Friday, August 29, 2014

How Should a Person Be? by Sheila Heti

Lately I've been at my wit's end with novels wherein the protagonist/narrator is a writer. I think it's such a boring, unimaginative choice; I know they say write what you know, but surely you can take a small leap outside of your own person for a moment? Well this book is at the extreme end of that scale; it's catalogued as fiction, but not only is the protagonist a writer, she IS the writer. AND she spends all her time with her friends who are actual people, notably the painter Margaux Williamson. And I'm pretty sure some of the transcribed conversations are actual conversations.

Some have described the book as part memoir, but I would have to say this is a pretty weak memoir. When I was younger (around 17 or 18) I bought a cheap dictaphone and would record conversations at parties, or ask people specific weird questions and record their answers. I should have kept the tapes and used them to write a book, because it probably would have been more interesting - certainly less juvenile and narcissistic -  than this one.

I can't describe the plot to you because there isn't one. Ostensibly it is the story of Sheila trying to find out how a person should be, but if she finds an answer I must have missed it. She spends the book having pointless conversations with her friends about art; not writing a play she has been commissioned to write; moping about; and sleeping with the slimiest man I can imagine. Oh and jetting off to Miami and New York, which I guess she can afford on a part-time hairdresser's salary? On the plus side, there is a lot of Toronto, and a very specific Toronto culture is reflected here.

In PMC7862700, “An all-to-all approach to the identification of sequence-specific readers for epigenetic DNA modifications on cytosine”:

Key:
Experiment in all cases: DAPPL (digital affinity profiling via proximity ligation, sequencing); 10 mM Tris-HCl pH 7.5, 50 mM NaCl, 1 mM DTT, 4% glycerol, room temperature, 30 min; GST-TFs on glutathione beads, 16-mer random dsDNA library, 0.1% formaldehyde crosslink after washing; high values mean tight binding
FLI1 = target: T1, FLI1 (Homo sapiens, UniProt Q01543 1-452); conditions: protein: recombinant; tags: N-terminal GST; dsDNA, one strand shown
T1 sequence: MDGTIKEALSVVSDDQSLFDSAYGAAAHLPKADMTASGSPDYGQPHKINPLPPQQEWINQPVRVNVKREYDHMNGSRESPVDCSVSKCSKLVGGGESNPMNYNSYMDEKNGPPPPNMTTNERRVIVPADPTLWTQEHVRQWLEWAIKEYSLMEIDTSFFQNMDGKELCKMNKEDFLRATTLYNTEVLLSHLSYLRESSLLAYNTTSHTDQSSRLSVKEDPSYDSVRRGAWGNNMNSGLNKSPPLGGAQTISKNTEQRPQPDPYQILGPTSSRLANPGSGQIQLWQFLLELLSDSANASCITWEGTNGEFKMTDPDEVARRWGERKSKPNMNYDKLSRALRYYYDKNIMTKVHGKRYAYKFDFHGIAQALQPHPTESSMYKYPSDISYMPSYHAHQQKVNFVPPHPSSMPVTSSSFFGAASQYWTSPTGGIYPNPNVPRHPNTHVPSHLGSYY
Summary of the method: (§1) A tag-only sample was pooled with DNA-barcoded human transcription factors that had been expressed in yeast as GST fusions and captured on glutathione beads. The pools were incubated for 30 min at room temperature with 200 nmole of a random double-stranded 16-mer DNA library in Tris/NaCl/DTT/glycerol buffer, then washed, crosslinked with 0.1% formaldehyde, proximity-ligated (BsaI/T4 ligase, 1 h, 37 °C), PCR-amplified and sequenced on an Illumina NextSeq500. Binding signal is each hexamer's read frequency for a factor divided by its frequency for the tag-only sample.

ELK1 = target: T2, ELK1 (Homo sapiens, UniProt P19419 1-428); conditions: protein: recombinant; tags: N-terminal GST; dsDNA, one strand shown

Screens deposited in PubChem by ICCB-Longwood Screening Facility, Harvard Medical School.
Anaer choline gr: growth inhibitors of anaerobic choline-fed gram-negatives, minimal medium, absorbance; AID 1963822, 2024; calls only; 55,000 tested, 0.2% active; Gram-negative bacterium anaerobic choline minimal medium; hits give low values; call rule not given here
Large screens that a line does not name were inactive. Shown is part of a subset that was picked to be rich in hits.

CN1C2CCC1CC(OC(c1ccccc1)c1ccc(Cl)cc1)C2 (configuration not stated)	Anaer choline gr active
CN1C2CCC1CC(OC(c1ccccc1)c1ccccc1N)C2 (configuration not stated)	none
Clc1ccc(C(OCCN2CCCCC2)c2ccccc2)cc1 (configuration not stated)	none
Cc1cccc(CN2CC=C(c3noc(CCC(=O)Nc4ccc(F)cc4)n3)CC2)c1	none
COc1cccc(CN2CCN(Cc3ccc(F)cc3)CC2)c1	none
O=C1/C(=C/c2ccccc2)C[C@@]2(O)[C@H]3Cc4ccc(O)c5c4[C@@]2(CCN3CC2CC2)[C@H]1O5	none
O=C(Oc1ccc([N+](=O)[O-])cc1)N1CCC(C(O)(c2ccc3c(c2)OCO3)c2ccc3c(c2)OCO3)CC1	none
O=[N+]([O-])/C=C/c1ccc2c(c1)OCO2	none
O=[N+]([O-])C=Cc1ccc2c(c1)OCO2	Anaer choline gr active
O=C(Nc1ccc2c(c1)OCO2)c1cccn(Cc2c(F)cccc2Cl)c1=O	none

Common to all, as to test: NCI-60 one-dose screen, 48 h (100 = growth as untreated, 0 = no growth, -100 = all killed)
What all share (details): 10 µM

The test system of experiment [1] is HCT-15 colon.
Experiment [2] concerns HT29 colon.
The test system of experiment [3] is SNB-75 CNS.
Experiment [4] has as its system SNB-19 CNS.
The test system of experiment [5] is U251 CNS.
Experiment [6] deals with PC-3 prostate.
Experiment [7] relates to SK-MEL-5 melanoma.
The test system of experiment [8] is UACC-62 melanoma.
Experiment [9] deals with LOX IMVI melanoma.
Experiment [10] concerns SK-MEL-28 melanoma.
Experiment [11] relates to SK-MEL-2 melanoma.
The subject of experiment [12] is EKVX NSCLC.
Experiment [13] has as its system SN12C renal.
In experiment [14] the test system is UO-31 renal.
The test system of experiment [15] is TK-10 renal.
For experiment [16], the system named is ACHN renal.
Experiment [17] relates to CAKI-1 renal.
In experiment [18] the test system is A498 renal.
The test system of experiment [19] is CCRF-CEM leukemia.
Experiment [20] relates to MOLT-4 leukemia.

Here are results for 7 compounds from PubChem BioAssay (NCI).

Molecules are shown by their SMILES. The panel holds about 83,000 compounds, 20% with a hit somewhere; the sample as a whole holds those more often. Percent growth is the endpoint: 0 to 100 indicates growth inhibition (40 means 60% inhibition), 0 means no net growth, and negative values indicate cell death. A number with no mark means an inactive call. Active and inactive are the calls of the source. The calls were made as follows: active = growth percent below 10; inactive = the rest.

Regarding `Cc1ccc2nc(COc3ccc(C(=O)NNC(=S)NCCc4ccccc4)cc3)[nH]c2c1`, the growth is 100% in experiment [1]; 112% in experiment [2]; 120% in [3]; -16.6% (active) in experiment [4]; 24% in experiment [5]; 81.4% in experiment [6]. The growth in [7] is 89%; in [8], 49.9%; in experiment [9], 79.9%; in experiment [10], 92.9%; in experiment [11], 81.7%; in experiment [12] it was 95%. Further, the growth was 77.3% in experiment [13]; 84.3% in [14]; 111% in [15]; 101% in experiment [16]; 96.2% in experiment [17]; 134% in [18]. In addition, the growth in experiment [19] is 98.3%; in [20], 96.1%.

I'm sure this book would appeal to some people; perhaps members of the culture mentioned above. For me, it is much too twee, to artsy, too navel-gazing, too much forced stream-of-consciousness drivel. It is quintessentially hipster. It makes me want to run back to Where We Have to Go to remind myself that there are writers of this generation who are making substantial and meaningful work. I don't think a book has to be heavy to mean something (Kirshner is delightfully light, in fact), but it can't be made of fluff. Heti's writing is good but the book is air, it is completely fluffy and forgettable. All I got from it that was good was a sense that Heti has great potential to write something wonderful, if she can get her head out of her ass. Perhaps her plays are better.

Two CN Towers out of five

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